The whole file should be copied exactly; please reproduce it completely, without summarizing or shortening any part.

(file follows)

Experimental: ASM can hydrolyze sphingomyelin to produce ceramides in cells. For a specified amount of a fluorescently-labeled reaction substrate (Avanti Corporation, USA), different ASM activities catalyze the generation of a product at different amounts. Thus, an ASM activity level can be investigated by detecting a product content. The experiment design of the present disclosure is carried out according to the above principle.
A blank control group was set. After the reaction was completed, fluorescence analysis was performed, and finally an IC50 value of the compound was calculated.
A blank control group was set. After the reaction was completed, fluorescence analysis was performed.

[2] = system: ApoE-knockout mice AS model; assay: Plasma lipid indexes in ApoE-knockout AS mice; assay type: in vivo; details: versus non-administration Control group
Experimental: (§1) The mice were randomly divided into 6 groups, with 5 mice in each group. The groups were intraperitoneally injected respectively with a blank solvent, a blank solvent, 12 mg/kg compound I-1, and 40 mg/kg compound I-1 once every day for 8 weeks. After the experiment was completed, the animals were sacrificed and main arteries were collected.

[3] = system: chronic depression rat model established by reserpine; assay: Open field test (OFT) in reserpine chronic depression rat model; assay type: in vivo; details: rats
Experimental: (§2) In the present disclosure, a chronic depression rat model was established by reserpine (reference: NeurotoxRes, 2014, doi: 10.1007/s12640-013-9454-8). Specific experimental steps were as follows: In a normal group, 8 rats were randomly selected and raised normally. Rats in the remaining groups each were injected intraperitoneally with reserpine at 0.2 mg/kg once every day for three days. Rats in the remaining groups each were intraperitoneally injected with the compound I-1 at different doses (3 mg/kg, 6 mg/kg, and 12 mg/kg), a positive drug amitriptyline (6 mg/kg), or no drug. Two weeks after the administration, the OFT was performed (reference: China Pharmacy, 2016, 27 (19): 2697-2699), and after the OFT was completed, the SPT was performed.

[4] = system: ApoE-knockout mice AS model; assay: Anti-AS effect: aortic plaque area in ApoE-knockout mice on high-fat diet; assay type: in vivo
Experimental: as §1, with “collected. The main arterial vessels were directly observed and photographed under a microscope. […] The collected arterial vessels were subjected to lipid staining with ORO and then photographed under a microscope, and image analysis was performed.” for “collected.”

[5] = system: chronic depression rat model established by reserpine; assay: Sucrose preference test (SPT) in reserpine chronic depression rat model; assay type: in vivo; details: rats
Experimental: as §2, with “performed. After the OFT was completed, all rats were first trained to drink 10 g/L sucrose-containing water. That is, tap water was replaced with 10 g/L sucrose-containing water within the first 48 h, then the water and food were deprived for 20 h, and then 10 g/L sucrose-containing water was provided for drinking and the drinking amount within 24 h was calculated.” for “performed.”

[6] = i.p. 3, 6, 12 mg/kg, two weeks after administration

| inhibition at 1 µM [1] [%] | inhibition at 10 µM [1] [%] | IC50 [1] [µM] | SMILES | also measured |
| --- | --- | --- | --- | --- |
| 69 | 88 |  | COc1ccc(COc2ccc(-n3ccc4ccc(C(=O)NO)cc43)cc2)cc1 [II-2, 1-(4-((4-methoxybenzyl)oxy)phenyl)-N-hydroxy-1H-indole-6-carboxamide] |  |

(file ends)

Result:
Experimental: ASM can hydrolyze sphingomyelin to produce ceramides in cells. For a specified amount of a fluorescently-labeled reaction substrate (Avanti Corporation, USA), different ASM activities catalyze the generation of a product at different amounts. Thus, an ASM activity level can be investigated by detecting a product content. The experiment design of the present disclosure is carried out according to the above principle.
A blank control group was set. After the reaction was completed, fluorescence analysis was performed, and finally an IC50 value of the compound was calculated.
A blank control group was set. After the reaction was completed, fluorescence analysis was performed.

[2] = system: ApoE-knockout mice AS model; assay: Plasma lipid indexes in ApoE-knockout AS mice; assay type: in vivo; details: versus non-administration Control group
Experimental: (§1) The mice were randomly divided into 6 groups, with 5 mice in each group. The groups were intraperitoneally injected respectively with a blank solvent, a blank solvent, 12 mg/kg compound I-1, and 40 mg/kg compound I-1 once every day for 8 weeks. After the experiment was completed, the animals were sacrificed and main arteries were collected.

[3] = system: chronic depression rat model established by reserpine; assay: Open field test (OFT) in reserpine chronic depression rat model; assay type: in vivo; details: rats
Experimental: (§2) In the present disclosure, a chronic depression rat model was established by reserpine (reference: NeurotoxRes, 2014, doi: 10.1007/s12640-013-9454-8). Specific experimental steps were as follows: In a normal group, 8 rats were randomly selected and raised normally. Rats in the remaining groups each were injected intraperitoneally with reserpine at 0.2 mg/kg once every day for three days. Rats in the remaining groups each were intraperitoneally injected with the compound I-1 at different doses (3 mg/kg, 6 mg/kg, and 12 mg/kg), a positive drug amitriptyline (6 mg/kg), or no drug. Two weeks after the administration, the OFT was performed (reference: China Pharmacy, 2016, 27 (19): 2697-2699), and after the OFT was completed, the SPT was performed.

[4] = system: ApoE-knockout mice AS model; assay: Anti-AS effect: aortic plaque area in ApoE-knockout mice on high-fat diet; assay type: in vivo
Experimental: as §1, with “collected. The main arterial vessels were directly observed and photographed under a microscope. […] The collected arterial vessels were subjected to lipid staining with ORO and then photographed under a microscope, and image analysis was performed.” for “collected.”

[5] = system: chronic depression rat model established by reserpine; assay: Sucrose preference test (SPT) in reserpine chronic depression rat model; assay type: in vivo; details: rats
Experimental: as §2, with “performed. After the OFT was completed, all rats were first trained to drink 10 g/L sucrose-containing water. That is, tap water was replaced with 10 g/L sucrose-containing water within the first 48 h, then the water and food were deprived for 20 h, and then 10 g/L sucrose-containing water was provided for drinking and the drinking amount within 24 h was calculated.” for “performed.”

[6] = i.p. 3, 6, 12 mg/kg, two weeks after administration

| inhibition at 1 µM [1] [%] | inhibition at 10 µM [1] [%] | IC50 [1] [µM] | SMILES | also measured |
| --- | --- | --- | --- | --- |
| 69 | 88 |  | COc1ccc(COc2ccc(-n3ccc4ccc(C(=O)NO)cc43)cc2)cc1 [II-2, 1-(4-((4-methoxybenzyl)oxy)phenyl)-N-hydroxy-1H-indole-6-carboxamide] |  |